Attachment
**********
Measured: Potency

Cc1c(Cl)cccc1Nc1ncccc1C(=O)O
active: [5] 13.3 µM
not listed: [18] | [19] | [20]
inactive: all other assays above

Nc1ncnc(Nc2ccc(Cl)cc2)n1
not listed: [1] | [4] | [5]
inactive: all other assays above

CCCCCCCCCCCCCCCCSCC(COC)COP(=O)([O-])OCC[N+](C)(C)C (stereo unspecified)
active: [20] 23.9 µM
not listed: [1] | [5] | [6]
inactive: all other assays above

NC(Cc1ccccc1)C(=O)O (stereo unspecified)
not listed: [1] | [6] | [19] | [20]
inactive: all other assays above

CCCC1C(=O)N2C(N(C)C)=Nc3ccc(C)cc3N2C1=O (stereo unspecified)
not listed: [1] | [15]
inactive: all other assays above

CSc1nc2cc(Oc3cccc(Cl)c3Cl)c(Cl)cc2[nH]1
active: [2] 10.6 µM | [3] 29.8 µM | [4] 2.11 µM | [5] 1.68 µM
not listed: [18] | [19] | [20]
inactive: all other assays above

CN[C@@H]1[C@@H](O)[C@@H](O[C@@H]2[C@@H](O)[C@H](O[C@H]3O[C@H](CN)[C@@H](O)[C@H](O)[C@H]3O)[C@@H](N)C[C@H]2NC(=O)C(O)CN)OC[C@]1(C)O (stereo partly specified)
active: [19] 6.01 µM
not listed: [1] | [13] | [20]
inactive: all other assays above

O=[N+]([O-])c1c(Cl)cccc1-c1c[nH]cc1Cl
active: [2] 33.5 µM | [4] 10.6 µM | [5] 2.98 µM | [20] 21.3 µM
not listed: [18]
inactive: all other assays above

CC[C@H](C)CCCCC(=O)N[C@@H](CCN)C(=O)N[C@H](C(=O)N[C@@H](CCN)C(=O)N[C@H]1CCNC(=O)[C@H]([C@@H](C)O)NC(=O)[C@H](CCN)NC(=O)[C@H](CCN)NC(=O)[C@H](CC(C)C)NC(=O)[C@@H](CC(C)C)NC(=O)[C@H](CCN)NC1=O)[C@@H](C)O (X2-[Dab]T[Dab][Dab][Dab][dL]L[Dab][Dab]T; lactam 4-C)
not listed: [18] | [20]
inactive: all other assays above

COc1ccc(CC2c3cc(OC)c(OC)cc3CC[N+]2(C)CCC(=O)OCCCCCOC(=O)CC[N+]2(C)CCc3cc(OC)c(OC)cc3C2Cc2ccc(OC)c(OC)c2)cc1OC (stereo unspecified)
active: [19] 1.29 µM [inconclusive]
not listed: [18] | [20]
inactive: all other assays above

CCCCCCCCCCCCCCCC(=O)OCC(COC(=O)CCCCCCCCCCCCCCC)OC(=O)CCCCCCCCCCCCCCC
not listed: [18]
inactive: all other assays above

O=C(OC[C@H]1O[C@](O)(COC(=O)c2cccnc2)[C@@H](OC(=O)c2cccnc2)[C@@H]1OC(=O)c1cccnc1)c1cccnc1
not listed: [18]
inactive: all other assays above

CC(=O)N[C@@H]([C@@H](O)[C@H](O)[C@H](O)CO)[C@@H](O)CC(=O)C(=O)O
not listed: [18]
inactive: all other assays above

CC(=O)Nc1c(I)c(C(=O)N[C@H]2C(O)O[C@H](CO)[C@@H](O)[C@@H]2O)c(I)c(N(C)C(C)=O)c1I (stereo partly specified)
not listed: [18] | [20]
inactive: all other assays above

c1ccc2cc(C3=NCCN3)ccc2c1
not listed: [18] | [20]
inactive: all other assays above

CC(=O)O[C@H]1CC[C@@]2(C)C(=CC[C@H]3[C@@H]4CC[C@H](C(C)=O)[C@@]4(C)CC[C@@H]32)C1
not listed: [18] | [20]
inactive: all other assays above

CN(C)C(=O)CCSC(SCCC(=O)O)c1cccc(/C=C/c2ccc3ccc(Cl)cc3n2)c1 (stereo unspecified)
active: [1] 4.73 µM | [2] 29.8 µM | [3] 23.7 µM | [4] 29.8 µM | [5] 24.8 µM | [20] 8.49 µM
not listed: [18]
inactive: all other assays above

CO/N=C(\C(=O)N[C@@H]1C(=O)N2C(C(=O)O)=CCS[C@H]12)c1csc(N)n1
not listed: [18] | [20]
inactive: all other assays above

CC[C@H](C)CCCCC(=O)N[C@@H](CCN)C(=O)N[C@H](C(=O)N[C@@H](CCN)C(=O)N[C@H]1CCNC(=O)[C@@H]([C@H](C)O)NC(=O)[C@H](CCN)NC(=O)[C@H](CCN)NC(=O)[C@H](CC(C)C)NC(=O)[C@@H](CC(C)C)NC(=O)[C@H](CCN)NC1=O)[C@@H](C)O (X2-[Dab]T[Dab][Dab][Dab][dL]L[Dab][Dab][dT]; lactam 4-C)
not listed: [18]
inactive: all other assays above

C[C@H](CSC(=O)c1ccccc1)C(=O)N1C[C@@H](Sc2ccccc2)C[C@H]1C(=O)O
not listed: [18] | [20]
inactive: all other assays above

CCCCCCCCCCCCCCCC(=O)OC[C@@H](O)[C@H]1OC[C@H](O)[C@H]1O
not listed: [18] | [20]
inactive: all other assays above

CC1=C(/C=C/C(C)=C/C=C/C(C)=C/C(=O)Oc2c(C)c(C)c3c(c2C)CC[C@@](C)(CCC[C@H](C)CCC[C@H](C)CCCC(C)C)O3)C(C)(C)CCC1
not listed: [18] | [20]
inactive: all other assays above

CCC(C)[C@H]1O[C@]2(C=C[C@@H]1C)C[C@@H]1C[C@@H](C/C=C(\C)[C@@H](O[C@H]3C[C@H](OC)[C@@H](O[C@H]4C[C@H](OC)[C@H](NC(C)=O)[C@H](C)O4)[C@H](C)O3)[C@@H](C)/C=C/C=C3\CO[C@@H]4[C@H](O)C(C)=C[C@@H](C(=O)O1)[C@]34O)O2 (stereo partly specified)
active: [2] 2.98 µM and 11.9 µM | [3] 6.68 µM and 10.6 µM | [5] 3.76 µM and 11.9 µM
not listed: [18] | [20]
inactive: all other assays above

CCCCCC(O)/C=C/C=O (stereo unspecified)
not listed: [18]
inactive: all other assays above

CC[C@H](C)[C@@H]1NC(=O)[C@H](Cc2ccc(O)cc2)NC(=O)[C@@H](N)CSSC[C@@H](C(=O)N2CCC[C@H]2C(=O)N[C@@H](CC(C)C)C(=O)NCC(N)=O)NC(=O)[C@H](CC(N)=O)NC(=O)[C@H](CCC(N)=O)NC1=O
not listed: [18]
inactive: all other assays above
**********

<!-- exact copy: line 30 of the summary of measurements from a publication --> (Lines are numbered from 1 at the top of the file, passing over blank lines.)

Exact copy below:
inactive: all other assays above